It is a shame that a game that is based about being “in the real world” has such a weak AR implementation. The technical aspect of photo quality is something you’d hope they improve but I believe that the area needing more attention is the the method of taking photos and the opportunities to do so.
Currently you can only use AR before you capture a Pokemon. As mentioned, this runs the risk of you losing him. Once caught, your Pokemon are only useful for evolving and battling. They are removed from the AR aspect. Instead perhaps you should be able to take the photo AFTER you’ve caught him? This would give you the time to get positioning right and the game could even be flexible and let you move them around to take more interesting photos. Further to this, perhaps you could also take photos of your “buddy” Pokemon at any opportunity. Perhaps even any of your caught Pokemon? For example my Party Pikachu is wasted just in the Pokedex. Let me photo him! Or how about my Aerodactyl hovering over the city’s castle.
They could then introduce buttons to have them perform animations. I always thought Spore handled taking “photos” well and bringing some of that to Pokemon GO would allow player to create more interesting and fun photos. Rather than waiting a minute or so for the angry animation, let me click on it. You could even use candies to unlock new animations, which would be value for all those candies for Pokemon that aren’t useful in battles but people still like.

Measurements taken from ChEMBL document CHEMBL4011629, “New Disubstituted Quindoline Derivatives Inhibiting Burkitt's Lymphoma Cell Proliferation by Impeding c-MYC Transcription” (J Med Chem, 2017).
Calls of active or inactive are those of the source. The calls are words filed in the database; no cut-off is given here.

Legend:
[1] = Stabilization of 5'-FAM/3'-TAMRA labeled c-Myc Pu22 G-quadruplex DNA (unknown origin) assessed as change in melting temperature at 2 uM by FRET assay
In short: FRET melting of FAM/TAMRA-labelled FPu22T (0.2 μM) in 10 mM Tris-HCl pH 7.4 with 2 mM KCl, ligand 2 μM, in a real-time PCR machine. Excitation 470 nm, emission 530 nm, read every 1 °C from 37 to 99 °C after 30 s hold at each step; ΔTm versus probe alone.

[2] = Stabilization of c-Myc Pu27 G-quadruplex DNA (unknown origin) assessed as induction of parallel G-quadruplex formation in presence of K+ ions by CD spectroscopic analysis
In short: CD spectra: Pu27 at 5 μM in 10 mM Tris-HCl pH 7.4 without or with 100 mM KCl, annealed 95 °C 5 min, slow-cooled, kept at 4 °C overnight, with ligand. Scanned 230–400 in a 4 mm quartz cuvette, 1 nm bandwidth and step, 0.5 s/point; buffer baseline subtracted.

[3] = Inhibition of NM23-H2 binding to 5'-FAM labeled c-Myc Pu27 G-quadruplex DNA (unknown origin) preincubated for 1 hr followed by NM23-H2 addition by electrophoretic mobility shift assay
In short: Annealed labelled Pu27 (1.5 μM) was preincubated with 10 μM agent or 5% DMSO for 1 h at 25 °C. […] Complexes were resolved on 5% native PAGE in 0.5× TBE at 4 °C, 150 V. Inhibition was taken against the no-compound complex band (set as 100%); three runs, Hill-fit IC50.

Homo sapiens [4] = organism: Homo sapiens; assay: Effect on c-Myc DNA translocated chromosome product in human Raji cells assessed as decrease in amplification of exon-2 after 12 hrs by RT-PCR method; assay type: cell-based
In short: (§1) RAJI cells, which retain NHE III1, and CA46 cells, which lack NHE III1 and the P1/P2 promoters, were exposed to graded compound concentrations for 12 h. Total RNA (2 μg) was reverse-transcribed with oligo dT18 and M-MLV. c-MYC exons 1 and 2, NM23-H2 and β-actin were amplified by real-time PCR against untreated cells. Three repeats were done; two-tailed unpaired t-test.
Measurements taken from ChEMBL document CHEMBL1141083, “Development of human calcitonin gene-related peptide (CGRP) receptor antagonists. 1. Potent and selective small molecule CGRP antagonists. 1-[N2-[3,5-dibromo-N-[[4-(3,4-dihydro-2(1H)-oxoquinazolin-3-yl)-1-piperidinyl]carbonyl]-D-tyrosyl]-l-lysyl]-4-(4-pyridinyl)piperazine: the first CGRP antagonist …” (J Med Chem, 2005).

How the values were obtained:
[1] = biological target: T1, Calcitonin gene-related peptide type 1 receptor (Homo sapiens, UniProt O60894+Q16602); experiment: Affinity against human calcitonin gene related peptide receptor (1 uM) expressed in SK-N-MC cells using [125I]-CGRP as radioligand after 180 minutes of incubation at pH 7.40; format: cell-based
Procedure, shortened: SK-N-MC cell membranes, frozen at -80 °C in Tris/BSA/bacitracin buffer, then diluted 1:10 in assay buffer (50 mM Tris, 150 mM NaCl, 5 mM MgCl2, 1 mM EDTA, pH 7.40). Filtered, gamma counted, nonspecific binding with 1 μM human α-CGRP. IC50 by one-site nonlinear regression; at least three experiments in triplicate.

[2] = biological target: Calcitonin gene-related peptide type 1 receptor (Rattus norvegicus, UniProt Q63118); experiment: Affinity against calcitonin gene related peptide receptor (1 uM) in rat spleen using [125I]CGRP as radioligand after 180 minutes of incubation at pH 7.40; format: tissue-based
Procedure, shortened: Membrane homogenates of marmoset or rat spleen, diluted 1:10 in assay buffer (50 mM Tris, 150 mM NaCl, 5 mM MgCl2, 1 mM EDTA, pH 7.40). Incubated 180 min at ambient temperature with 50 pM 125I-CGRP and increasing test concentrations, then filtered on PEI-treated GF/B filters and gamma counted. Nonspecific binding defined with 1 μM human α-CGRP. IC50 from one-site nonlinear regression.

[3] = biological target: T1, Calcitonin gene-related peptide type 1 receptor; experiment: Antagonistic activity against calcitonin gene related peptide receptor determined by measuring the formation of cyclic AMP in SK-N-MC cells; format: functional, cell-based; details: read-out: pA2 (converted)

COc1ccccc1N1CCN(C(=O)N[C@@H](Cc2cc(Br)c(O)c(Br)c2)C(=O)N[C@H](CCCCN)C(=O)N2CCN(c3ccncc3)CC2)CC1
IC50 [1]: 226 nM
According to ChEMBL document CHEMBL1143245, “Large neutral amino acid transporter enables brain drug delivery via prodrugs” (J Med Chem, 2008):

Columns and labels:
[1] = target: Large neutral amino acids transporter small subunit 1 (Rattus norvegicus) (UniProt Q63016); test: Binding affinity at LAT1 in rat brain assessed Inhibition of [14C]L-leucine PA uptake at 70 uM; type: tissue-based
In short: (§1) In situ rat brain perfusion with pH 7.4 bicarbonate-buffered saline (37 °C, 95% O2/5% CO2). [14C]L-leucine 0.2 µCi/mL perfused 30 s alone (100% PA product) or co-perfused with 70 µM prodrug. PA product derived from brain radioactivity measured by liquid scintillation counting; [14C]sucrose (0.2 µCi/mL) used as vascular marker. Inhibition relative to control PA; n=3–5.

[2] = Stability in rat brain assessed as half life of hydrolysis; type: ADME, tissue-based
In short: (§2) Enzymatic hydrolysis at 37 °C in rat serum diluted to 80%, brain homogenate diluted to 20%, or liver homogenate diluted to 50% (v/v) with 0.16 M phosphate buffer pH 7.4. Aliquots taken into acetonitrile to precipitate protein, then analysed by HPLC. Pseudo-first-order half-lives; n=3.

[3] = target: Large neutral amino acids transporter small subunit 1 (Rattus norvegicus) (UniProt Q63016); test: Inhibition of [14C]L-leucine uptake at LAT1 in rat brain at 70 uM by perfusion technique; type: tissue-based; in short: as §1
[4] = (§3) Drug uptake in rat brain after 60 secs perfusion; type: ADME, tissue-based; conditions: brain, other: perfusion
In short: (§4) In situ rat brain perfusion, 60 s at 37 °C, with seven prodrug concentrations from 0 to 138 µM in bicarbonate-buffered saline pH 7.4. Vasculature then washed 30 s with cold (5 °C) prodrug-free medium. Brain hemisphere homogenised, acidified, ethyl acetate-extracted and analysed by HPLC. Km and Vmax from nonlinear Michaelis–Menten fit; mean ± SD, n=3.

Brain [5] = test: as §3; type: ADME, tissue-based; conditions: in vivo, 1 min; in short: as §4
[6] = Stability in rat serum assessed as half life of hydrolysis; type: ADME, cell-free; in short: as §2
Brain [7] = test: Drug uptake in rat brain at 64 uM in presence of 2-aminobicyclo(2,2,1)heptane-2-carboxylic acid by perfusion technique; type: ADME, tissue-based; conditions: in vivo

This would work all great in the general “theme” of Pokemon GO where you are to explore the real world, especially with modern players being so keen on sharing their gaming experiences (I see plenty Zelda screenshots on my Facebook feed).
Even without these features, I’m still enjoying taking all my photos. Whilst it doesn’t bring anything functional into the game, it adds a bit of charm and immersion. Catching Magicarp by the water is more fun when you see him flapping about by the side of the canal.
Sadly I’m still overweight and look pregnant, but even if the weight hasn’t shifted, I must surely be healthier for it and there have been other benefits as well. Pokestops and gyms are often landmarks. I’ve learnt little bits about Rabbie Burns. I’ve seen where Sean Connery was born. The Pokestops and gyms have made me more aware of just how many interesting things are in my city. Every day I’ve walked passed statues and plaques without a thought of who they are. Pokemon GO has me looking at them and sometimes remembering their names. I could probably now go on a tour of where famous scientists were born in the city!
By going on my walks I have visited new areas of the city, walked by lochs and along a small river. When it comes to looking at my next flat or job (whenever that may be!), I may know the area from my exploring having previously only known my way to work, the pub and the shops.
It is easy to analyse Pokemon GO’s design and limited features then write it off as a novelty and lightweight game but that is not entirely fair. Yes, it is lacking features and those present are have major design flaws but it is different to other games. It isn’t a way to kill time waiting for the bus or distract yourself, distract yourself on a train journey or test your skills. It is a new way to explore an area. It is a reason for tubby gits like me to get outside.